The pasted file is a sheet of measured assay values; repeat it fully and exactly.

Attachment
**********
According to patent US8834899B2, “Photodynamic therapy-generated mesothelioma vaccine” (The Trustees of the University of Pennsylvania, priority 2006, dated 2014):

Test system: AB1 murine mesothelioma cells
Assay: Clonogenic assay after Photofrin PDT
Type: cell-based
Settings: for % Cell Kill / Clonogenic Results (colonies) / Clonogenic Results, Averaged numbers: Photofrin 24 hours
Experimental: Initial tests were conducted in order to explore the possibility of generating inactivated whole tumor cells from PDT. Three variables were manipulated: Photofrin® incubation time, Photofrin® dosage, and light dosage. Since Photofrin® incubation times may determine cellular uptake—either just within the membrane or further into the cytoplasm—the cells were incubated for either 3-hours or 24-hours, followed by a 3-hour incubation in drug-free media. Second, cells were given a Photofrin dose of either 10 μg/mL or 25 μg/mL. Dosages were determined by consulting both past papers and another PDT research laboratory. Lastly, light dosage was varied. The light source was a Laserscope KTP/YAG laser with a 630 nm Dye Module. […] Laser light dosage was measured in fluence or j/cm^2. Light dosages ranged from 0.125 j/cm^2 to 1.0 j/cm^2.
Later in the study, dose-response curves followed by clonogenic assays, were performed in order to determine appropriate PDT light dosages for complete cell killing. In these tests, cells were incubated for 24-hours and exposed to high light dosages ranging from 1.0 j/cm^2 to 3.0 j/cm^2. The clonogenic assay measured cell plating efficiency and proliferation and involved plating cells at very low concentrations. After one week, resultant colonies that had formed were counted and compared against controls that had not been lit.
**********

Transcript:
According to patent US8834899B2, “Photodynamic therapy-generated mesothelioma vaccine” (The Trustees of the University of Pennsylvania, priority 2006, dated 2014):

Test system: AB1 murine mesothelioma cells
Assay: Clonogenic assay after Photofrin PDT
Type: cell-based
Settings: for % Cell Kill / Clonogenic Results (colonies) / Clonogenic Results, Averaged numbers: Photofrin 24 hours
Experimental: Initial tests were conducted in order to explore the possibility of generating inactivated whole tumor cells from PDT. Three variables were manipulated: Photofrin® incubation time, Photofrin® dosage, and light dosage. Since Photofrin® incubation times may determine cellular uptake—either just within the membrane or further into the cytoplasm—the cells were incubated for either 3-hours or 24-hours, followed by a 3-hour incubation in drug-free media. Second, cells were given a Photofrin dose of either 10 μg/mL or 25 μg/mL. Dosages were determined by consulting both past papers and another PDT research laboratory. Lastly, light dosage was varied. The light source was a Laserscope KTP/YAG laser with a 630 nm Dye Module. […] Laser light dosage was measured in fluence or j/cm^2. Light dosages ranged from 0.125 j/cm^2 to 1.0 j/cm^2.
Later in the study, dose-response curves followed by clonogenic assays, were performed in order to determine appropriate PDT light dosages for complete cell killing. In these tests, cells were incubated for 24-hours and exposed to high light dosages ranging from 1.0 j/cm^2 to 3.0 j/cm^2. The clonogenic assay measured cell plating efficiency and proliferation and involved plating cells at very low concentrations. After one week, resultant colonies that had formed were counted and compared against controls that had not been lit.